The work of the task force is to be carried out in cooperation with the INTOSAI regions and other stakeholders and may involve such activities as seminars for SAIs and direct contact with relevant international institutions. Because the mandate is based on persuasion rather than delegated power, the work of the task force is dependent on the goodwill of the institutions involved.
At its initial meeting in Copenhagen, task force members discussed draft terms of reference, including a set of strategic goals to be presented to the Governing Board at its regular meeting in Vienna in November 2005. The members agreed on approaching a number of international institutions to gather information on their audit arrangements. Each member of the task force will deal with one or two of the institutions and report on the needs and possibilities for change at that institution. After this fact-finding mission is completed, the task force will meet again in the autumn of 2005 to choose, based on the reports, a smaller number of pilot institutions that can be approached to initiate a debate on their audit arrangements. The task force expects to complete its work before the 19th INCOSAI in Mexico City in 2007 and report on its work at that time.
The National Audit Office of Denmark chairs the task force. Its members are the SAIs of Austria, Denmark, Hungary, India, Japan, South Korea, Nepal, Norway, Saudi Arabia, South Africa, Sweden, Tuvalu, the United Kingdom, and Venezuela.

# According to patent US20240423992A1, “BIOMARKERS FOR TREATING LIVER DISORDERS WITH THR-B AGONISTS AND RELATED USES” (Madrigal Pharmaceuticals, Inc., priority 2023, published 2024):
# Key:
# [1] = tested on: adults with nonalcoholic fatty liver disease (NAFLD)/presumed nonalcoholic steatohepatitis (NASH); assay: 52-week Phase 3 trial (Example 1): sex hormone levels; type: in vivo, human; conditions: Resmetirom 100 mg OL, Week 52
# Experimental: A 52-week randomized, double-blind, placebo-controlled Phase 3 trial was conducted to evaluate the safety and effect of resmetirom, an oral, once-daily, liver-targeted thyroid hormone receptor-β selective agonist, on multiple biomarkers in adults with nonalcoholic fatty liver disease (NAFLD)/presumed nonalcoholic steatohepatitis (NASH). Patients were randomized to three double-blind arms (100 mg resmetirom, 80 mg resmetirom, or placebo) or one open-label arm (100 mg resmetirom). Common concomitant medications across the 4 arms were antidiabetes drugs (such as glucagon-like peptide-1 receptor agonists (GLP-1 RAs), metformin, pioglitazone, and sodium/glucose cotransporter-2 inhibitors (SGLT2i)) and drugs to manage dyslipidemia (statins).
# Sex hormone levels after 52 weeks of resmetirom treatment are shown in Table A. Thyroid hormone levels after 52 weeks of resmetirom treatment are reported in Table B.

The task force was established based on the work of an ad hoc working group created at the 17th INCOSAI in Seoul, where one of the themes was the audit of international institutions.
The working group, which was dissolved at the 18th INCOSAI, elaborated a set of principles for the audit of international institutions, which were adopted at the Congress. These principles are the following:
To be effective, the audit arrangements for international institutions should ensure that:
1. all international institutions financed with or supported by public money are subject to audit by supreme audit institutions to promote better governance, transparency, and accountability;
and that the external auditor:
2. is fully independent in the conduct of the audit;
3. has sufficient authority to carry out the audit in a manner that meets best practice in the audit of public money;
4. has adequate resources to carry out the audit;
5. has the right and obligation to report on the results of the audit to the member states concerned through the governing body(ies);
6. meets relevant professional and ethical standards; and
7. is appointed in an open, fair, and transparent manner.
Other SAIs who would like to join the task force are most welcome.
For additional information on the task force, contact the chairman: fax: ++45 33 14 38 28; e-mail: Rigsrevisionen@rigsrevisionen.dk.
Working Group on Environmental Auditing (WGEA)
From Head and Heart: Insights into Environmental Auditing at 18th INCOSAI